Abbott Laboratories says that it has negotiated an agreement with the Brazilian government regarding the supply of its AIDS drug, Kaletra (lopinavir/ritonavir), after the latter threatened to grant a compulsory license to the product.

Last month, Brazil gave Abbott an ultimatum – slash the cost of Kaletra supplies to Brazil by 42%, to $1.17 per pill, or lose its exclusivity in the country [[01/07/05d]]. The Brazilian government insisted this measure is in accord with the TRIPs (trade-related aspects of intellectual property rights) agreement, and specifically the Doha amendment that allows developing countries to temporarily suspend patents on products needed to alleviate a legitimate health crisis.

Abbott, which said it was not willing to negotiate its intellectual property rights, said that the agreement does not specify a price per capsule, with the cost of Kaletra “dependent on the number of patients treated.” The company has also agreed to help Brazil manufacture the product locally once the patent expires in 2015.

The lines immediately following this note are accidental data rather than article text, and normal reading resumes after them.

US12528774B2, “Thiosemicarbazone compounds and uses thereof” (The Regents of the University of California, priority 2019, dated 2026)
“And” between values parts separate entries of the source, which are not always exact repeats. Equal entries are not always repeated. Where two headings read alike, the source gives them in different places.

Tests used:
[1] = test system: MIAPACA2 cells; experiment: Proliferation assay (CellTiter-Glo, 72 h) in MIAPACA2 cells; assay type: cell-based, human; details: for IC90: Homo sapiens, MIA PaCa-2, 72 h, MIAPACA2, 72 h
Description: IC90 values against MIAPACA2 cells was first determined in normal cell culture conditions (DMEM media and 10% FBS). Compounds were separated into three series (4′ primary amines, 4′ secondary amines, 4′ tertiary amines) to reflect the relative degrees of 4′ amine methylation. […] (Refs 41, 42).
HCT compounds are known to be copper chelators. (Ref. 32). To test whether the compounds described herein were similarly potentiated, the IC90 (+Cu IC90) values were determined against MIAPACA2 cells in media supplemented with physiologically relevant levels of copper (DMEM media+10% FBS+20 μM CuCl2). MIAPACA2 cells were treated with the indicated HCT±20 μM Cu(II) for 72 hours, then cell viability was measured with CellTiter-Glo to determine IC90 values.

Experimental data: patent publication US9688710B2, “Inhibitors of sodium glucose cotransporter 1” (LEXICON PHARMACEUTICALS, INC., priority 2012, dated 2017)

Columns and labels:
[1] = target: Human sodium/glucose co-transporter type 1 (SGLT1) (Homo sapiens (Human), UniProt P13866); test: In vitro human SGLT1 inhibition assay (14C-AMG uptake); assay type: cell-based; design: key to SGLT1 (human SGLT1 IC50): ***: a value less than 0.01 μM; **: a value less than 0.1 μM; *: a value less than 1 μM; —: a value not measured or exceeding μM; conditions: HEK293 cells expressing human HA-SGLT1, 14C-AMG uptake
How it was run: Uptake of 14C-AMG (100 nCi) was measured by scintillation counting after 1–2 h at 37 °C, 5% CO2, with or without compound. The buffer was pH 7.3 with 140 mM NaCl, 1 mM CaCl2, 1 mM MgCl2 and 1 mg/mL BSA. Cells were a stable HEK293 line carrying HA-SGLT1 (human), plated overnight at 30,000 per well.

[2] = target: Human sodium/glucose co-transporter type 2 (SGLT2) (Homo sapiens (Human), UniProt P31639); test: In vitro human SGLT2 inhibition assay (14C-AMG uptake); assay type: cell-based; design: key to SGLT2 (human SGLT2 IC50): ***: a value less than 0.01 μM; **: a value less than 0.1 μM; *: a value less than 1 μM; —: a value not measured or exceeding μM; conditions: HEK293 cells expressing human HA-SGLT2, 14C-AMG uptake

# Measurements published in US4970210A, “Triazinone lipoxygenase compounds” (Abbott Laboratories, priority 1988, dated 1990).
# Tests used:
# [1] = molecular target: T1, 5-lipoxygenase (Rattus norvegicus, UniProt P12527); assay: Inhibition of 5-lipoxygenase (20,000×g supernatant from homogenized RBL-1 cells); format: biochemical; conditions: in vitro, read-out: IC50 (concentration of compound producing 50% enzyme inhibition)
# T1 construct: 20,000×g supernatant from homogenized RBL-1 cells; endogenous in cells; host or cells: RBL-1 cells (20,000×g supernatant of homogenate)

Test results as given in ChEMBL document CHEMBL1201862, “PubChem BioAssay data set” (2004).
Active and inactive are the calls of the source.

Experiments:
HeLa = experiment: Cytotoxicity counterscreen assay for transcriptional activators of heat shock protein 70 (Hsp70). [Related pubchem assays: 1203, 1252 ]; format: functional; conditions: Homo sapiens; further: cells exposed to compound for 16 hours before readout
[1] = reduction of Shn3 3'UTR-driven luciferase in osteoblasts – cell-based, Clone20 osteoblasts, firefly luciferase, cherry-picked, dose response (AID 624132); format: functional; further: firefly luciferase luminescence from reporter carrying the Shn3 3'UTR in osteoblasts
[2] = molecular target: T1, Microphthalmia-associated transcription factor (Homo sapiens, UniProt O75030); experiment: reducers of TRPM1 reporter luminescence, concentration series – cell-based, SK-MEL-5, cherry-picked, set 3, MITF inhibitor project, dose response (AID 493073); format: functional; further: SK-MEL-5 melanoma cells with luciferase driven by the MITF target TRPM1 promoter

The Brazilian government noted that 23,400 patients currently receive Kaletra, but that the number is expected to rise to 60,000 in six years. It added that the agreed price reduction meant that at least $16 million would be saved next year, and up to $259 million would be saved over the six-year period.